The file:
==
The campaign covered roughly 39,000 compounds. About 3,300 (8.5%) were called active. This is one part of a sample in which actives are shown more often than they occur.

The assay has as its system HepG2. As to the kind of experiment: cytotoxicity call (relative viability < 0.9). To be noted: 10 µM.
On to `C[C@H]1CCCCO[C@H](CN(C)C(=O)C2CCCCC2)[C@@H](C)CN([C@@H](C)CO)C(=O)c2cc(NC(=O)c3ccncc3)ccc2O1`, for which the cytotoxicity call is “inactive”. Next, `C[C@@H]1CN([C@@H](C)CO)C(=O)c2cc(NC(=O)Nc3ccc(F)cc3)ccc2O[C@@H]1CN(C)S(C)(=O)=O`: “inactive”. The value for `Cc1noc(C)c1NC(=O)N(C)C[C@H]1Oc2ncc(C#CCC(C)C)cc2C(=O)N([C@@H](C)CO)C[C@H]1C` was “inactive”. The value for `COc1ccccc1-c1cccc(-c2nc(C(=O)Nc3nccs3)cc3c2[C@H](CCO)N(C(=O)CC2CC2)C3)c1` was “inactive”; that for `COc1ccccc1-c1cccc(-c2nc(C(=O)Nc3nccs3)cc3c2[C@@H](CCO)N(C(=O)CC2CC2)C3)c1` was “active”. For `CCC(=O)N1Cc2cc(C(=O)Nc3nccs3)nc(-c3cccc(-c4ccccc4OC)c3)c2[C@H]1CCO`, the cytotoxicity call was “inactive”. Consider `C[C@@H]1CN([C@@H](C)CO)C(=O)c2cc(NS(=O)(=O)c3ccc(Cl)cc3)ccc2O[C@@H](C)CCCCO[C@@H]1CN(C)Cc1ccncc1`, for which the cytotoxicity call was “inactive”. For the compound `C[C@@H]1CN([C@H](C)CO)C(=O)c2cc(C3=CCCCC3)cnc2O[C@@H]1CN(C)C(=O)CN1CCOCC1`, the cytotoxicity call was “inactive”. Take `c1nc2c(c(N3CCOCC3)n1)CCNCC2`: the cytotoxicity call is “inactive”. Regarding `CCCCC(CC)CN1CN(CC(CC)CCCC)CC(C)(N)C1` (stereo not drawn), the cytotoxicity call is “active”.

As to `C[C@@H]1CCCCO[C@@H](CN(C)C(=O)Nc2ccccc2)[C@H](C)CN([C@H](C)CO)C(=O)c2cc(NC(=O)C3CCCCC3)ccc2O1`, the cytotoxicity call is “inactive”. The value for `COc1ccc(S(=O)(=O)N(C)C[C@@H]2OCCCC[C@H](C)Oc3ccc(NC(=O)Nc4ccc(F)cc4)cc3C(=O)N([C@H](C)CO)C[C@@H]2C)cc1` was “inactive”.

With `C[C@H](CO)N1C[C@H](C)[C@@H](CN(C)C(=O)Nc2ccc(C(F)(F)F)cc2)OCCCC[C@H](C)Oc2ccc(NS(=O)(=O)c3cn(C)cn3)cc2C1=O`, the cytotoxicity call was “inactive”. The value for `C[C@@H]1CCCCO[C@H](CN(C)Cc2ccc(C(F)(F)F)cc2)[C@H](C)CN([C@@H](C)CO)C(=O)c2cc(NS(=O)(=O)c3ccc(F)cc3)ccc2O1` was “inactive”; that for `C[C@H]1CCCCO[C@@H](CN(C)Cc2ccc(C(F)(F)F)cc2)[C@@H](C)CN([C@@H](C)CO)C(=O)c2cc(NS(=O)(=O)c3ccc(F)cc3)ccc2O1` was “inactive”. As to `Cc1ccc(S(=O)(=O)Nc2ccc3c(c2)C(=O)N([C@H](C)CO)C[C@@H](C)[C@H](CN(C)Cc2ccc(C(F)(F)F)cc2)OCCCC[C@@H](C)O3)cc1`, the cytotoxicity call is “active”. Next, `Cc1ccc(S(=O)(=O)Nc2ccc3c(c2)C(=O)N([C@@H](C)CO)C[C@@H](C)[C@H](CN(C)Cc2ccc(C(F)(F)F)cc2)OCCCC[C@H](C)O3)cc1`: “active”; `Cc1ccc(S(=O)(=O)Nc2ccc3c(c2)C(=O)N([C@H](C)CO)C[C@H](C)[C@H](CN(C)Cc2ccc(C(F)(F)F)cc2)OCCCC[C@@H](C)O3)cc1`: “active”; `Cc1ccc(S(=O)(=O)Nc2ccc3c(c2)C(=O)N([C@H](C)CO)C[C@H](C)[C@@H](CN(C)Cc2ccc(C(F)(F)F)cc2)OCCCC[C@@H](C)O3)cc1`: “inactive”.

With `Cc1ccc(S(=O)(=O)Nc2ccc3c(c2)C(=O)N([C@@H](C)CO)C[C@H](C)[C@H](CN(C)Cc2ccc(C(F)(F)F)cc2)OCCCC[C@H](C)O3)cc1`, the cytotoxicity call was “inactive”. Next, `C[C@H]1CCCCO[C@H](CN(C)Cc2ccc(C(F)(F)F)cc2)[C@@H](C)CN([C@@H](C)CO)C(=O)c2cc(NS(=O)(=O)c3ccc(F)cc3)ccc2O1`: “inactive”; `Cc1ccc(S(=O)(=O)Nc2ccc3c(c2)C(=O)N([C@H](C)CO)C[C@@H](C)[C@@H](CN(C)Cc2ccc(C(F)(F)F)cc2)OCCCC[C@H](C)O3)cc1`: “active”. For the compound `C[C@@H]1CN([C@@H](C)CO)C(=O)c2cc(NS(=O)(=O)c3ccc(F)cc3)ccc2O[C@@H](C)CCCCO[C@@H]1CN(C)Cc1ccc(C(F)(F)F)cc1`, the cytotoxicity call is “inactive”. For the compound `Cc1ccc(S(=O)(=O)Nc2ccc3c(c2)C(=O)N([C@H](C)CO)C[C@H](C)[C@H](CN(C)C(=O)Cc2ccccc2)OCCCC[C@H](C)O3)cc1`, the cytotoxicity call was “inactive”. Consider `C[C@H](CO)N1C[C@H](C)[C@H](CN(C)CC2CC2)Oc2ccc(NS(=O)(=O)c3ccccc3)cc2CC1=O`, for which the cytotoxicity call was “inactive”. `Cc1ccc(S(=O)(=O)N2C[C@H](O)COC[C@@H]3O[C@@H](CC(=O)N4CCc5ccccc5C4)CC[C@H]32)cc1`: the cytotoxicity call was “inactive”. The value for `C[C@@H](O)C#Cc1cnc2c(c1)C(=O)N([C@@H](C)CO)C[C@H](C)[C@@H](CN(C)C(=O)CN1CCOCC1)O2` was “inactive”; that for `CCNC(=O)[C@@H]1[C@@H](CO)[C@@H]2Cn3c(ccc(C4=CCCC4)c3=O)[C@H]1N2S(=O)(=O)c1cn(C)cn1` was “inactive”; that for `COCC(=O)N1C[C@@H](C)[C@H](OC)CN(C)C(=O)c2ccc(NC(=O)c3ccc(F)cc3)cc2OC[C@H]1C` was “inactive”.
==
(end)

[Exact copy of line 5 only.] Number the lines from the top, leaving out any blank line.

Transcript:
With `C[C@H](CO)N1C[C@H](C)[C@@H](CN(C)C(=O)Nc2ccc(C(F)(F)F)cc2)OCCCC[C@H](C)Oc2ccc(NS(=O)(=O)c3cn(C)cn3)cc2C1=O`, the cytotoxicity call was “inactive”. The value for `C[C@@H]1CCCCO[C@H](CN(C)Cc2ccc(C(F)(F)F)cc2)[C@H](C)CN([C@@H](C)CO)C(=O)c2cc(NS(=O)(=O)c3ccc(F)cc3)ccc2O1` was “inactive”; that for `C[C@H]1CCCCO[C@@H](CN(C)Cc2ccc(C(F)(F)F)cc2)[C@@H](C)CN([C@@H](C)CO)C(=O)c2cc(NS(=O)(=O)c3ccc(F)cc3)ccc2O1` was “inactive”. As to `Cc1ccc(S(=O)(=O)Nc2ccc3c(c2)C(=O)N([C@H](C)CO)C[C@@H](C)[C@H](CN(C)Cc2ccc(C(F)(F)F)cc2)OCCCC[C@@H](C)O3)cc1`, the cytotoxicity call is “active”. Next, `Cc1ccc(S(=O)(=O)Nc2ccc3c(c2)C(=O)N([C@@H](C)CO)C[C@@H](C)[C@H](CN(C)Cc2ccc(C(F)(F)F)cc2)OCCCC[C@H](C)O3)cc1`: “active”; `Cc1ccc(S(=O)(=O)Nc2ccc3c(c2)C(=O)N([C@H](C)CO)C[C@H](C)[C@H](CN(C)Cc2ccc(C(F)(F)F)cc2)OCCCC[C@@H](C)O3)cc1`: “active”; `Cc1ccc(S(=O)(=O)Nc2ccc3c(c2)C(=O)N([C@H](C)CO)C[C@H](C)[C@@H](CN(C)Cc2ccc(C(F)(F)F)cc2)OCCCC[C@@H](C)O3)cc1`: “inactive”.